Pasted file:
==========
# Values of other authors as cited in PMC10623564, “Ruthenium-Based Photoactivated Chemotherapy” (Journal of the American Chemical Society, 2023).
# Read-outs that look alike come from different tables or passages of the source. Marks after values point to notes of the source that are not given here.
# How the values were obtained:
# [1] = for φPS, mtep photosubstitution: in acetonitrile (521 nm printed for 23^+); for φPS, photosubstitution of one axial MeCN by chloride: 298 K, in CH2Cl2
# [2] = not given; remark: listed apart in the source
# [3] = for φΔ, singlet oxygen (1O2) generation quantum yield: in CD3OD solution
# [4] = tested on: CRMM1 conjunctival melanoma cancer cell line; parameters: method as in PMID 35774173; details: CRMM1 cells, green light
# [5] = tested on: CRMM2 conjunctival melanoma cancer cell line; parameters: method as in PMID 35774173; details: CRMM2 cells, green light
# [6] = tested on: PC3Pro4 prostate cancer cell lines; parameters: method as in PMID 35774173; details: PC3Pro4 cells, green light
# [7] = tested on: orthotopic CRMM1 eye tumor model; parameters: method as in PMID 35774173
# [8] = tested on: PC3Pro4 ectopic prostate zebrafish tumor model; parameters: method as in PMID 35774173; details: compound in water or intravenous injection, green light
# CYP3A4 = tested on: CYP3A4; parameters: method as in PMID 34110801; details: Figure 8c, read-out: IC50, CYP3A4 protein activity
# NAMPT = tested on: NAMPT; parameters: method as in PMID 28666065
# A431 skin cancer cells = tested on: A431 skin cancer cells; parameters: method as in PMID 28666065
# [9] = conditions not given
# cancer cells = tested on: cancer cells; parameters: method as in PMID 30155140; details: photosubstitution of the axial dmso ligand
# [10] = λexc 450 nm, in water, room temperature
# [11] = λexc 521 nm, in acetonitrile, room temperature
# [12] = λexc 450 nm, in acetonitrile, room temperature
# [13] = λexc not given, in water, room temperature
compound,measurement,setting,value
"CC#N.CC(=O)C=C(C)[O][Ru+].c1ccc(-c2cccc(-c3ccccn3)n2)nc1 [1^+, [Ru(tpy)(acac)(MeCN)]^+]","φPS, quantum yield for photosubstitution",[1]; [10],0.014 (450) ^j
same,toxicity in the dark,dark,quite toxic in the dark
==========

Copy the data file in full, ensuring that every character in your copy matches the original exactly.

# Values of other authors as cited in PMC10623564, “Ruthenium-Based Photoactivated Chemotherapy” (Journal of the American Chemical Society, 2023).
# Read-outs that look alike come from different tables or passages of the source. Marks after values point to notes of the source that are not given here.
# How the values were obtained:
# [1] = for φPS, mtep photosubstitution: in acetonitrile (521 nm printed for 23^+); for φPS, photosubstitution of one axial MeCN by chloride: 298 K, in CH2Cl2
# [2] = not given; remark: listed apart in the source
# [3] = for φΔ, singlet oxygen (1O2) generation quantum yield: in CD3OD solution
# [4] = tested on: CRMM1 conjunctival melanoma cancer cell line; parameters: method as in PMID 35774173; details: CRMM1 cells, green light
# [5] = tested on: CRMM2 conjunctival melanoma cancer cell line; parameters: method as in PMID 35774173; details: CRMM2 cells, green light
# [6] = tested on: PC3Pro4 prostate cancer cell lines; parameters: method as in PMID 35774173; details: PC3Pro4 cells, green light
# [7] = tested on: orthotopic CRMM1 eye tumor model; parameters: method as in PMID 35774173
# [8] = tested on: PC3Pro4 ectopic prostate zebrafish tumor model; parameters: method as in PMID 35774173; details: compound in water or intravenous injection, green light
# CYP3A4 = tested on: CYP3A4; parameters: method as in PMID 34110801; details: Figure 8c, read-out: IC50, CYP3A4 protein activity
# NAMPT = tested on: NAMPT; parameters: method as in PMID 28666065
# A431 skin cancer cells = tested on: A431 skin cancer cells; parameters: method as in PMID 28666065
# [9] = conditions not given
# cancer cells = tested on: cancer cells; parameters: method as in PMID 30155140; details: photosubstitution of the axial dmso ligand
# [10] = λexc 450 nm, in water, room temperature
# [11] = λexc 521 nm, in acetonitrile, room temperature
# [12] = λexc 450 nm, in acetonitrile, room temperature
# [13] = λexc not given, in water, room temperature
compound,measurement,setting,value
"CC#N.CC(=O)C=C(C)[O][Ru+].c1ccc(-c2cccc(-c3ccccn3)n2)nc1 [1^+, [Ru(tpy)(acac)(MeCN)]^+]","φPS, quantum yield for photosubstitution",[1]; [10],0.014 (450) ^j
same,toxicity in the dark,dark,quite toxic in the dark